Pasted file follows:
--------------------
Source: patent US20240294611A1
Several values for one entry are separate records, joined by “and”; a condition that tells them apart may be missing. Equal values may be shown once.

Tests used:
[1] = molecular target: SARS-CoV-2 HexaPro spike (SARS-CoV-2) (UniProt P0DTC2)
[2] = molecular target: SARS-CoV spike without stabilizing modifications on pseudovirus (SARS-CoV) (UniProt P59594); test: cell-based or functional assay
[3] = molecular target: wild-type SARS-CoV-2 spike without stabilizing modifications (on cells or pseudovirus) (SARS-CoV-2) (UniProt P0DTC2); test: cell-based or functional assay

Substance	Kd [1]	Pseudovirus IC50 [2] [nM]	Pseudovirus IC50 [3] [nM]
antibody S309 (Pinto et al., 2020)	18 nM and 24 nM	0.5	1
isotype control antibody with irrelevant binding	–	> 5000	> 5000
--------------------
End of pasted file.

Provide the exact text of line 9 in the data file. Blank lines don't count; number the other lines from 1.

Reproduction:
isotype control antibody with irrelevant binding	–	> 5000	> 5000